Hay Tor Dartmoor

Best National Parks to Visit in 2023

From the Highlands of Scotland to the wilds of Wales and sweeping moorland across England, each National Park has a landscape that makes it unique.

But which are the best to visit? Here are our picks of the top National Parks to visit in the UK in 2023.


Best National Parks To Visit In 2023

Most of the UK’s National Parks are in England, but there are some in Wales and Scotland too that offer incredible scenery, rare glimpses of wildlife, and miles of unspoiled countryside. Start exploring the UK’s National Parks yourself, starting with the best 10 to visit in 2023.


1. Peak District

Offering real diversity in its natural scenery, the Peak District provides walkers, cyclists, rock climbers and hikers with refreshing variety. Tackle the limestone of the White Peak or explore the sandstone and peat environment of the Dark Peak’s moorland.

Either way, your visit will be filled with wildlife and wildflower spotting potential, a number of majestic stately homes and manor houses, cavern tours, gorges and reservoirs, nature reserves and the famous scenery from atop Mam Tor. Stretching across Derbyshire, Cheshire, Greater Manchester, Staffordshire, and South and West Yorkshire, this National Park has an abundance of scenery.


2. Lake District

As the largest National Park in England, the Lake District, is famous for one thing – its 16 lakes, meres or tarns. Each beautiful body of water has its own draw or unique selling point, meaning there’ll be a choice for every kind of traveller. You can head off the beaten path and pick a peaceful spot for a swim and a picnic, aim to cycle around the largest lakes and walk around the smallest, or enjoy afternoon tea and a boat ride at the most popular places.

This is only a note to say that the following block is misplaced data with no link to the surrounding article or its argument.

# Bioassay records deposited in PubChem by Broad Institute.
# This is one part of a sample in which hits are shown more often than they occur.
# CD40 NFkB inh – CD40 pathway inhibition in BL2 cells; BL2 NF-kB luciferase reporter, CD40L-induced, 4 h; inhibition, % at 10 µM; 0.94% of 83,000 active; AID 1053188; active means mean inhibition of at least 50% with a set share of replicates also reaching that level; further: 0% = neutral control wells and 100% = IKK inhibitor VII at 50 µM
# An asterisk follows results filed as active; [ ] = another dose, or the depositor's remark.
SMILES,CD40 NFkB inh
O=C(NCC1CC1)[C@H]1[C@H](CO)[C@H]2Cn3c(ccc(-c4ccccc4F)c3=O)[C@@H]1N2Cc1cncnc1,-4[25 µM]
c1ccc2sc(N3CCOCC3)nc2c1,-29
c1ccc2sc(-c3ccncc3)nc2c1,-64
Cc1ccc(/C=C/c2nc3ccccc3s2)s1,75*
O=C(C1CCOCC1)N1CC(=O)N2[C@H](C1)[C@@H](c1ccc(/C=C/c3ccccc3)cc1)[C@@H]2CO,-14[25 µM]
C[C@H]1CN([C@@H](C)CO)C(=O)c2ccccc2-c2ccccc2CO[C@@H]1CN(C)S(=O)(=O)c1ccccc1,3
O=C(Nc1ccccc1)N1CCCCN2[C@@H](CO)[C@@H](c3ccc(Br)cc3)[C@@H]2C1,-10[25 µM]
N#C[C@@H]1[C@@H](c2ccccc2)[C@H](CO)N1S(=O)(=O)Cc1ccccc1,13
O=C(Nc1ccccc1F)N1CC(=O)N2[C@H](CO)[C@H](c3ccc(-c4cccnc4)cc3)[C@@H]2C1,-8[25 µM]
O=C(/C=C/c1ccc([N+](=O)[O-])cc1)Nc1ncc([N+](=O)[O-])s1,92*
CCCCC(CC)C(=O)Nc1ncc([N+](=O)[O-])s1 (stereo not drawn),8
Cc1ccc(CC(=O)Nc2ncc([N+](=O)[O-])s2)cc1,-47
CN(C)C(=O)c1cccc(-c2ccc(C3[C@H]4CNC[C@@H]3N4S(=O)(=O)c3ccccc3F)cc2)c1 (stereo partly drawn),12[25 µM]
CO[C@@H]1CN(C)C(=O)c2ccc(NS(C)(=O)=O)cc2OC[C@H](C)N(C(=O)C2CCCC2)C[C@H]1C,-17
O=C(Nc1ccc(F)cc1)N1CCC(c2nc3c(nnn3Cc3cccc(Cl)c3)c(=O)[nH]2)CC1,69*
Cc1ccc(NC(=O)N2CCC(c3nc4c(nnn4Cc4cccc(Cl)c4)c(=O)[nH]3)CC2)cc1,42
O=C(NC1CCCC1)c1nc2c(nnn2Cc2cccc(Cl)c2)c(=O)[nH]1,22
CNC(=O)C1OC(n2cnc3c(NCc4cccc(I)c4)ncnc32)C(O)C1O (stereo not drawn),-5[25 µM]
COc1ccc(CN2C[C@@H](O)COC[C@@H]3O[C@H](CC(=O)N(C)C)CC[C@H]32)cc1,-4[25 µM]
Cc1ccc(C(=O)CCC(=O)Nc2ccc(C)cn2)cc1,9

Lakes aren’t all there is to this beloved destination in Cumbria, however, as you can also scale the famous Scafell Pike, wander along rivers and streams, visit the poet William Wordsworth’s former home and enjoy a vibrant local scene full of independent shops and restaurants.

Kielder National Park in Northumberland

3. Northumberland

The North East of England is enjoying a surge of popularity as a getaway destination and it’s not difficult to see why. Northumberland National Park is the jewel in the county’s crown and encompasses the rolling hills that lay between England and Scotland, as well as beautiful and untouched moorland, forests, waterfalls and, of course, part of the historic Hadrian’s Wall.

Northumberland is also a great place to look up at night and try to spot the stars, thanks to its status as a Dark Sky Park. This may have something to do with Northumberland being one of the least populated parks, and its peacefulness is part of the appeal.

Llyn Llydaw and Mount Snowdon

4. Snowdonia

Snowdonia National Park is one of the best things to see while in Wales. As well as the chance to climb the towering and iconic Mount Snowdon itself, a trip to this National Park will include the opportunity to visit castles, lesser known mountain summits, pristine lakes, verdant forest, a number of waterfalls, and even a beach.

When you’d like a break from all the hiking and cycling, there’s even a railway with a vintage steam train that sails through the scenery, and plenty of local towns to provide a slice of Welsh culture.

River in Cairngorms, Scotland

5. Cairngorms

Scotland is home to the Cairngorms – which just happens to be the largest National Park in the whole of the UK. This means you’ll be spoilt for choice when it comes to scenery and things to do. At its heart is, of course, the sprawling mountain range of the same name, as well as a number of other hill ranges that will thrill walkers and even skiers and snowboarders in the winter.

For something a little bit different, you can also visit the Highland Wildlife Park, a folk museum, whisky distilleries, and – yes – the Caringorms is also home to Balmoral Castle, a very royal residence.

Yorkshire Dales

6. Yorkshire Dales